The moral high ground is a slippery place
Last Sunday’s episode of geo-political thriller Homeland was a particularly interesting and timely examination of moral relativism.
Taliban commander Haizan Haqqani stages a terrifying siege of the American embassy and in the midst of the massacre claims the moral high ground accusing, the Americans of atrocities in the region. This from the man who set his own family up for slaughter and then personally put a bullet in his nephew’s head for good measure.
The episode reminded me of a curious quirk of the human character. Violence committed by a foreign power or outside community is often greeted with far greater righteous indignation than violence perpetrated internally, neighbour on neighbour. This is true both for those who suffer the violence as well as those thousands of miles away who read about it in the news and purport to care.
In the case of Pakistan, the full-scale civil war that jihadists have been waging against non-Deobandi Sunnis, secularists, Shia and Christians has barely registered in the Western media, despite the fact that 5,000 Pakistani soldiers have died fighting the Pakistani Taliban since 2008, while reports of American drone strikes have provoked outrage both in Pakistan and in the West. Local voices that supported drone strikes against the Taliban did not penetrate the anti-drone narrative.
It took the murder on Monday of 132 school children and nine adults in Pakistan to bring the Pakistani Taliban back into Western headlines – but its reappearance was brief. Despite the magnitude of attack, by Thursday the story was relegated to the inside pages of The New York Times. And somehow I doubt that the feisty anti-war group CodePink will be adding the Peshawar bloodbath to its list of war crimes.
We find examples closer to home. While the IRA and their American supporters were executing a strategy of violence against the “oppressive” British state, the Catholic Church in Ireland was – aided and abetted by the Irish government – carrying out what the UN has called “arbitrary detention, forced labour or ill-treatment” of women and girls.
My father, who grew up on the Falls Road, was always deeply skeptical of republican mythology. Perhaps that’s because he wasn’t beaten up by the British Army until he was in his 20’s. By that point, the Christian Brothers had been beating him for years. (As a working class Catholic boy growing up in the 1950’s and 1960’s, the hierarchy of violence he had been subjected as a youth to would have looked something like this: 1) clerics 2) working class Protestant boys, with Brits a distant 3rd.)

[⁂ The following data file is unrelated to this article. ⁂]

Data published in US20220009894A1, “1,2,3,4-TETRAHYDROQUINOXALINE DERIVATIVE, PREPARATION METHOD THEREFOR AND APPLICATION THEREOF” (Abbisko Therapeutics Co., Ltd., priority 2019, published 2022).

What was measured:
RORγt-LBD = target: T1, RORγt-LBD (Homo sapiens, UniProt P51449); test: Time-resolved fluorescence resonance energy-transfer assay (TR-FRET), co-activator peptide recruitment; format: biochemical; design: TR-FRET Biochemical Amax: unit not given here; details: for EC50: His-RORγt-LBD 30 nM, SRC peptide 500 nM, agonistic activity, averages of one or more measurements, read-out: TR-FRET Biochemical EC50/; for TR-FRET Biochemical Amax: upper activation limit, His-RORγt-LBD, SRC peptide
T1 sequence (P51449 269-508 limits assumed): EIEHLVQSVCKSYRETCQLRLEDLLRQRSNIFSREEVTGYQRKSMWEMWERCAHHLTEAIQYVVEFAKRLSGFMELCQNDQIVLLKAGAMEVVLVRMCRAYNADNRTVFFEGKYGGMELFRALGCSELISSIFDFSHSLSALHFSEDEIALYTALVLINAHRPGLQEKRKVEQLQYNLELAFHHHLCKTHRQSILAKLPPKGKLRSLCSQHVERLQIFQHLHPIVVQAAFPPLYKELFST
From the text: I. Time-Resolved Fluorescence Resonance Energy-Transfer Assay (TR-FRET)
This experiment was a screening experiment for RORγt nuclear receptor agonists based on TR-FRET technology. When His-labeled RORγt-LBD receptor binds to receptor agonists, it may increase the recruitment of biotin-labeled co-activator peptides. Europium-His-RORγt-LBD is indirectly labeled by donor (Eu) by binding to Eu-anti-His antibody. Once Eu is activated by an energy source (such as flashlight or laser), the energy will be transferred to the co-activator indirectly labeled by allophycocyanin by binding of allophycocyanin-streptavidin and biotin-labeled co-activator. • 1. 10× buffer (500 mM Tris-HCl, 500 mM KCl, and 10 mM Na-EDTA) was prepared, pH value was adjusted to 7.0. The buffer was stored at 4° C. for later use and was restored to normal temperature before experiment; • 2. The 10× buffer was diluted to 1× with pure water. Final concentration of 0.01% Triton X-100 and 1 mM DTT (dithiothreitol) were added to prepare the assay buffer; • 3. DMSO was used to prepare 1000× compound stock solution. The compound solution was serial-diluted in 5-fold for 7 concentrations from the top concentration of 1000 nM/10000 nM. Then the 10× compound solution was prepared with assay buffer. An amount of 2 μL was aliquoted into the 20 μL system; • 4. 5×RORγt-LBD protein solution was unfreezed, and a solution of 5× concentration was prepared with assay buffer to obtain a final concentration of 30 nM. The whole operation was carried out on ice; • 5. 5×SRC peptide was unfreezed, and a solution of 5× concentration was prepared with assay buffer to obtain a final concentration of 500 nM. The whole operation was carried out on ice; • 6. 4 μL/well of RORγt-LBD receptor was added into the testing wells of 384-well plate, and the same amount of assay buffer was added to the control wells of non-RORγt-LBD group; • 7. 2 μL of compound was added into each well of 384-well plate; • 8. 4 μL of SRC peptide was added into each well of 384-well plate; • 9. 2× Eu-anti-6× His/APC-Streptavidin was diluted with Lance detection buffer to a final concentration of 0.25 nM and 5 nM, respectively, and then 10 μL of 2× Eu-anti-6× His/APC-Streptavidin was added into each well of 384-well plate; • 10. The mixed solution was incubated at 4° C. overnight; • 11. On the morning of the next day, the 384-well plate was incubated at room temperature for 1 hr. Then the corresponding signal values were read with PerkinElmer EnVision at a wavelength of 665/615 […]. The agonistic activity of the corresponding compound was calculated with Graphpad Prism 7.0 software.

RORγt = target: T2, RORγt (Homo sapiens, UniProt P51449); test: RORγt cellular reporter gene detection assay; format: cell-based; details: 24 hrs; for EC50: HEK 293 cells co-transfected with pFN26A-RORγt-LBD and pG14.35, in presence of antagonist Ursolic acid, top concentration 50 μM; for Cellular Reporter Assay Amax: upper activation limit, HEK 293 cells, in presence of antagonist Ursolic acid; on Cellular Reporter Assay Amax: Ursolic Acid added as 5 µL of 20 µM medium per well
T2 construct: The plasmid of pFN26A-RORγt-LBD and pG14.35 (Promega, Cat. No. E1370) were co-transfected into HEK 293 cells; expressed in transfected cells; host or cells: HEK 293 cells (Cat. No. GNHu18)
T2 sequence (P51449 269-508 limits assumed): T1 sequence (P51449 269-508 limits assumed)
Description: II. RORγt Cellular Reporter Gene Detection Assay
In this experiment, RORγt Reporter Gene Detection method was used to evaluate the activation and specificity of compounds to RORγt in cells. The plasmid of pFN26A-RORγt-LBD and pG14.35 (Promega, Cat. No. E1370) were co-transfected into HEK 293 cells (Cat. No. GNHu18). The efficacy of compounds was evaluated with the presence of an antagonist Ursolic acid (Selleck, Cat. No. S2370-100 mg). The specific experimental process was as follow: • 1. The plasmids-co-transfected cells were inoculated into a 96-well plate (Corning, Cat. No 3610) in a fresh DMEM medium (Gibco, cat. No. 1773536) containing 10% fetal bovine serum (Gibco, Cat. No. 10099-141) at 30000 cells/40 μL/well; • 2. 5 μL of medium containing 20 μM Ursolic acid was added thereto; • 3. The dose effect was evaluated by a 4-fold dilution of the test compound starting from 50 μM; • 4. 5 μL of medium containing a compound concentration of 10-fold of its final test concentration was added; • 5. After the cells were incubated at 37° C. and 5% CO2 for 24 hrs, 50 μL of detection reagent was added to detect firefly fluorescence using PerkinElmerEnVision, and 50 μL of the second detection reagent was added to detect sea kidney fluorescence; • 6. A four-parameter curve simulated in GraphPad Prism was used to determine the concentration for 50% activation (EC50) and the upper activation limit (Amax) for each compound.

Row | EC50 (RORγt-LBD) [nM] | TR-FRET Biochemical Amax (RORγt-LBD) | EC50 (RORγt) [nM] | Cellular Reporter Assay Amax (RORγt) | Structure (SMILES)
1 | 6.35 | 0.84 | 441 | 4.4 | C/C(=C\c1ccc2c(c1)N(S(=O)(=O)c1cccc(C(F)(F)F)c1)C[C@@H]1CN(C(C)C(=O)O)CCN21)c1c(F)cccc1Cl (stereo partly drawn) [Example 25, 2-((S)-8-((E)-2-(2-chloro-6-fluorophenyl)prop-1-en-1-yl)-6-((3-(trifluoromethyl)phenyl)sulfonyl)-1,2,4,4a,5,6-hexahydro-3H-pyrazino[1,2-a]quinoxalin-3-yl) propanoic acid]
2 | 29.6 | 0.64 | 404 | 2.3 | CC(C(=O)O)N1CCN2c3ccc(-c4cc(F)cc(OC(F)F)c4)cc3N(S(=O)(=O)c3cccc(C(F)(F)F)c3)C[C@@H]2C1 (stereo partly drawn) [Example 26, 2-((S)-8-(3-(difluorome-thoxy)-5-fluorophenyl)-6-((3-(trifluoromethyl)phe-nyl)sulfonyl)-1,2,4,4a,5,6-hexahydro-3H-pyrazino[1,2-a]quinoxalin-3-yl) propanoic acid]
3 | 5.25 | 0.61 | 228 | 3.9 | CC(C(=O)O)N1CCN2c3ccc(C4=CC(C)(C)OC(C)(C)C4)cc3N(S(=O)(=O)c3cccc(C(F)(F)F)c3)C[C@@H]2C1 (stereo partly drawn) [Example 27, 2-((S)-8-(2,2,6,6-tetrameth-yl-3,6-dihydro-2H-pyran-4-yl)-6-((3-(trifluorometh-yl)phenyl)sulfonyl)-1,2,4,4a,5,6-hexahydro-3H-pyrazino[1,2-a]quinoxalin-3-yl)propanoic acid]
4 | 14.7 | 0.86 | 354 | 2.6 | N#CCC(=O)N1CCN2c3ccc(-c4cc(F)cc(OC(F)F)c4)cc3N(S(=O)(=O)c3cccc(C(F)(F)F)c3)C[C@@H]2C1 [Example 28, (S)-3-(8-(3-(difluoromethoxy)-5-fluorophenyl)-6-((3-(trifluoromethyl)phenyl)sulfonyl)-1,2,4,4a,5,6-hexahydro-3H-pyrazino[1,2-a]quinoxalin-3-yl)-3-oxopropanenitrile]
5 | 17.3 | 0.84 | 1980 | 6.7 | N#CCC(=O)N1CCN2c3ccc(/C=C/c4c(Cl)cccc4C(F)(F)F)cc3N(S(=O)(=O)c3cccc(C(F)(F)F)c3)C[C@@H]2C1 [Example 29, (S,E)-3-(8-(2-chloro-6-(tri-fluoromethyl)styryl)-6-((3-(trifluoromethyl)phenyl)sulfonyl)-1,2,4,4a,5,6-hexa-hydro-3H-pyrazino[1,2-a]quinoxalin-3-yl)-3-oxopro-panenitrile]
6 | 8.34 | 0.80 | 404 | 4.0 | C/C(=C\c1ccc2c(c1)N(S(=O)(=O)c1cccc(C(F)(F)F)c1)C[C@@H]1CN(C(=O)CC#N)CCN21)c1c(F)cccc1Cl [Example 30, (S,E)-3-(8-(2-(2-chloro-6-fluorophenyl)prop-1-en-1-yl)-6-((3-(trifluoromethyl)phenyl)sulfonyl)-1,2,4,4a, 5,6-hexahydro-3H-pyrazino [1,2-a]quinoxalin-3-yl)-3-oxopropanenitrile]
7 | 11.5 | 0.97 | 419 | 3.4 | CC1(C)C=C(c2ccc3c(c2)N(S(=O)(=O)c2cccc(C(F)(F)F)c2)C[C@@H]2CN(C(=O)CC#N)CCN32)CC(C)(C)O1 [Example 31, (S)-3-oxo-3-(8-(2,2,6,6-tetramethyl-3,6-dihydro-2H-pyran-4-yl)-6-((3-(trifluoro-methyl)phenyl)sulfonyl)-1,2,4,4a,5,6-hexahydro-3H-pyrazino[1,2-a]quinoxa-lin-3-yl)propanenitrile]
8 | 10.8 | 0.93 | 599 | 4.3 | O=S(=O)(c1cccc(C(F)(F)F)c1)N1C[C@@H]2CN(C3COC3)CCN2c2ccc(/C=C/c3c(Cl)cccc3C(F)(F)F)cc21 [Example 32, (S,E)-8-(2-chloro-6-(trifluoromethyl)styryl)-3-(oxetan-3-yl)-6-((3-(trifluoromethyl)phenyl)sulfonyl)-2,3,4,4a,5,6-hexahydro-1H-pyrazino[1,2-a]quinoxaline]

The last few weeks have brought the grim news from the United States of several police killings of unarmed African American men across the country. The perception is that there is an epidemic of violence perpetrated by white cops on black men. This perception has brought people out to show solidarity and demand an end to racially motivated police brutality. Social media is full of emotionally charged images of protestors of various races, staging “die-ins” on the street and in schools. Yet these deaths take place against a backdrop of shockingly high murder rates for black men. There were over 6,309 black homicide victims in the US in 2011, 86 percent of whom were men, and the majority of whom were shot by people they knew, according to the pro-gun control Violence Policy Center. Somehow these appalling statistics don’t end up on placards.
At the heart of protest movements is moral indignation and the belief that *my* side is morally correct. This fervour is infectious among a wider circle of well meaning people with no direct connection to or experience of the heart wrenching issues at hand, but who take as gospel the underdog narrative. It just so happens to be our peculiar and historically unprecedented zeitgeist that the urge is to identify with the victim, rather than the victor. And it’s a powerful urge, so powerful that any questioning of the underdog gospel is drowned out in a chorus of condemnation, not unlike the more socially conservative moralising of times past.
The amplification that results inevitably distorts, making it difficult if not impossible to discuss, analyse and therefore solve the real underlying problems. Beware the modern-day moral crusaders.
Jenny is the founder and editor of http://www.sugarpiece.com/, Northern Ireland’s only online food magazine.